However, since that time, the first two qualities have been watered down and diminished to such a state that all we have left is the evangelizing part. (To be sure, there are some within the community who have come out of the myopic “hate what is evil” school of thought’s singularity, have seen the pain and divisiveness that it caused and understandably, keep it at arm’s length. But they’ve inadvertently thrown the baby out with the bathwater, hence this toothless evangelicalism.) In urban centers, with recent successes by a few key players inadvertently enticing them, Winsome Evangelicalism™ became an intoxicating lure, but not always in a good way. While these new guys correctly saw that Falwell and Focus on the Family had failed badly in their attempt to affect change via political pressure, it feels like instead of discerning the root cause of that failure, they just pivoted, deciding to go after the movers and shakers a step away from our representatives in Washington. So when some ministries began to have success with leaders from these areas of influence (finance, entertainment, media, science, academia, etc), it got a certain strain of evangelical leader excited, they saw fallow ground, ready for growth and they wanted in on the action. And not in a cynical way, at first. There have been real successes, inroads made into areas of culture that historically had been unreceptive. But for some reason Winsome rarely leads to depth.

So you now have a couple problems. There are those who are simply insufficiently girded theologically to understand what you’re saying. Then there are those who count up the fruit of their labors and think either a) they already are doing BenOp so can dismiss you as a fear-monger or b) they think they’re proving, by the inroads they’ve made, that while there’s some truth to Ben Op, it’s ultimately the wrong approach. And to answer your initial question, they don’t think they’re “being absorbed by the culture” because, look! They just converted the CEO of NextBigThing Corp by the pool at their place in the Hamptons! They know the culture is going to hell in a hand-basket but attendance is good, proof that God’s using them–they can’t possibly be foundation-less. And, boy, it’s heady to be in the company of all those powerful influencers, so it becomes harder and harder for evangelicals to tell their new friends, the very ones who are shaping the culture, where they’re wrong. And for these guys, the culture is their bread and butter. If Michael Gerson were to “hate what is evil” in his op-eds, he’d be out of a job.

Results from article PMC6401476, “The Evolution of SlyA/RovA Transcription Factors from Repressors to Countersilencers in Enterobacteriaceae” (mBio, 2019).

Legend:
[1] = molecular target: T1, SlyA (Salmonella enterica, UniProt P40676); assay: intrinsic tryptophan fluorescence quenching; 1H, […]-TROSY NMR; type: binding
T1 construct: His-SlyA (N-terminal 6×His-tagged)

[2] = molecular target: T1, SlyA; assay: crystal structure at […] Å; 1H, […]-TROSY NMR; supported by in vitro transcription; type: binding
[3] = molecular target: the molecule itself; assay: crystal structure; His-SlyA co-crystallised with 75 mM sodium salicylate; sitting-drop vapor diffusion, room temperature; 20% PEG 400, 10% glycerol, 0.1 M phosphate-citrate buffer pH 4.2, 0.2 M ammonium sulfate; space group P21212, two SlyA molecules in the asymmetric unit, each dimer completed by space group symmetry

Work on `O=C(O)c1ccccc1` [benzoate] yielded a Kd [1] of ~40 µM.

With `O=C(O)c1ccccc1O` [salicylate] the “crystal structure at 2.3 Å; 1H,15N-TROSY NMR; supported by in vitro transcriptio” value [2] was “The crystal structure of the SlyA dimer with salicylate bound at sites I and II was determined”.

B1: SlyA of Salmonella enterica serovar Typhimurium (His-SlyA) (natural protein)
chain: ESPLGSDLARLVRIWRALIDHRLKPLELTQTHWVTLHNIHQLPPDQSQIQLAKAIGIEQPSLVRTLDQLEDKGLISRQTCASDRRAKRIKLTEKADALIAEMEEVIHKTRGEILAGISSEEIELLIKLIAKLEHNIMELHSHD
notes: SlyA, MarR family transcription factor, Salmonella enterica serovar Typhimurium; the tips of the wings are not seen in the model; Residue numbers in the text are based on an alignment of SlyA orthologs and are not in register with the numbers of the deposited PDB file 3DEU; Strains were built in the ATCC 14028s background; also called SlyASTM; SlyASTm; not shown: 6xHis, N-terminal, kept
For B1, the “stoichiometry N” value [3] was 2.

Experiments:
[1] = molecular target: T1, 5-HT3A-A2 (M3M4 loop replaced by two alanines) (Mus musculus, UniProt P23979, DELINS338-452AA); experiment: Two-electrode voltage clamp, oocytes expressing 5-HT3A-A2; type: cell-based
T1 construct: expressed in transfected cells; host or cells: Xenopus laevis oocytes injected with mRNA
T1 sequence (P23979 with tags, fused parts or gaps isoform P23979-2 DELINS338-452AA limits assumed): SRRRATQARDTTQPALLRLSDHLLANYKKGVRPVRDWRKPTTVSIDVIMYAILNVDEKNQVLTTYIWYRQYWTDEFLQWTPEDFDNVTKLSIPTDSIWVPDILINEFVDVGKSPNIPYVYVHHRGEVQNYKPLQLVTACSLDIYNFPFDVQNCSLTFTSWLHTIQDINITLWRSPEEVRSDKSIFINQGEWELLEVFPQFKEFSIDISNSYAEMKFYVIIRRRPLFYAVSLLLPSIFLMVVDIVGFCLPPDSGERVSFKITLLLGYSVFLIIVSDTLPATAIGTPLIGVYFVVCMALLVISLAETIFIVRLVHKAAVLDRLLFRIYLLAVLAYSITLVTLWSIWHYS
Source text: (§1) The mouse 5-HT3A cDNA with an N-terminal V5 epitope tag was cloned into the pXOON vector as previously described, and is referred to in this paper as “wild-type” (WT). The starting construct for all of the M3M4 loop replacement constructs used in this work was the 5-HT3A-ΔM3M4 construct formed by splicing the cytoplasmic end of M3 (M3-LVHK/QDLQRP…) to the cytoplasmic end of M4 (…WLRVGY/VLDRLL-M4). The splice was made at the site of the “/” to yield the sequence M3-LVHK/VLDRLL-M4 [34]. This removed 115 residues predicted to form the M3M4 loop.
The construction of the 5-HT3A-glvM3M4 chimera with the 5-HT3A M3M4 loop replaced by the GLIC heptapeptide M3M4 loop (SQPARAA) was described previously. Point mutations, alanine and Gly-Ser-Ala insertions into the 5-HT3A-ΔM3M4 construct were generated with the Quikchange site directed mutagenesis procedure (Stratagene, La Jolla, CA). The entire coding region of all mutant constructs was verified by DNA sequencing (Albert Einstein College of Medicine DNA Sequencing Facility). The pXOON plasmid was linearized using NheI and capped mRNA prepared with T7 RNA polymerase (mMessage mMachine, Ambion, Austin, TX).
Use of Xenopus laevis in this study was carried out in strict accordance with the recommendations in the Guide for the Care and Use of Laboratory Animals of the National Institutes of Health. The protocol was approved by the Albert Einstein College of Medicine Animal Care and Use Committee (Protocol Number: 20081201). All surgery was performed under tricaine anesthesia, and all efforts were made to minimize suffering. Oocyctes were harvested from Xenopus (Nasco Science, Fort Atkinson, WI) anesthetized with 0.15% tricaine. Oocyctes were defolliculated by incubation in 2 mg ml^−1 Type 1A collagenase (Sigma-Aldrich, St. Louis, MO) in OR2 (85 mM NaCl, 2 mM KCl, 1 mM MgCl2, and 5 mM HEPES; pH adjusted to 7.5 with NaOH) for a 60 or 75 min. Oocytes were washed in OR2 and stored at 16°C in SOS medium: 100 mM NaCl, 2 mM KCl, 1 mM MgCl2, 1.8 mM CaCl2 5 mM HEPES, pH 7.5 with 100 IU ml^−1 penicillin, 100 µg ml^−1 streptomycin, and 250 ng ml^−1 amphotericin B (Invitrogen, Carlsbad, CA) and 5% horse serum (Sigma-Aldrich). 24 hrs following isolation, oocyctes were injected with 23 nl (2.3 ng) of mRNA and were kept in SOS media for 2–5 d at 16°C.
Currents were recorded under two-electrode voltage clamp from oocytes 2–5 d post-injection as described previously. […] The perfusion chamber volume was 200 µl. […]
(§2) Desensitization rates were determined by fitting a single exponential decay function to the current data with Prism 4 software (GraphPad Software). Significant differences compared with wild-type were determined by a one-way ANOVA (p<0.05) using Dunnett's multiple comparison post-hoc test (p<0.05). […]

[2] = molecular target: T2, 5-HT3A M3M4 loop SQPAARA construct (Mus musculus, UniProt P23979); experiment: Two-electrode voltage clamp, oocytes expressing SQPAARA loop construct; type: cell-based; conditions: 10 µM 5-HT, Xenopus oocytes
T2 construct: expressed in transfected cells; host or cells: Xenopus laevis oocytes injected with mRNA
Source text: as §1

Frustratingly, I think evangelicals should be some of the best-equipped to lead the BenOp way. When you look at those few leaders whose evangelism flourishes and has depth, you find an ability to articulate and engage, while still never giving an inch on the bible’s teachings. Tim Keller and the Kuyper Prize kerfuffle is a good example. But he’s a rare bird, able to give equal weight to both the joy of the gospel and the evil in our hearts. My guess is when all is said and done, true revival will not come via the urban Christian evangelical.

about the author

Rod Dreher is a senior editor at The American Conservative. He has written and edited for the New York Post, The Dallas Morning News, National Review, the South Florida Sun-Sentinel, the Washington Times, and the Baton Rouge Advocate. Rod’s commentary has been published in The Wall Street Journal, Commentary, the Weekly Standard, Beliefnet, and Real Simple, among other publications, and he has appeared on NPR, ABC News, CNN, Fox News, MSNBC, and the BBC. He lives in Baton Rouge, Louisiana, with his wife Julie and their three children. He has also written four books, The Little Way of Ruthie Leming, Crunchy Cons, How Dante Can Save Your Life, and The Benedict Option.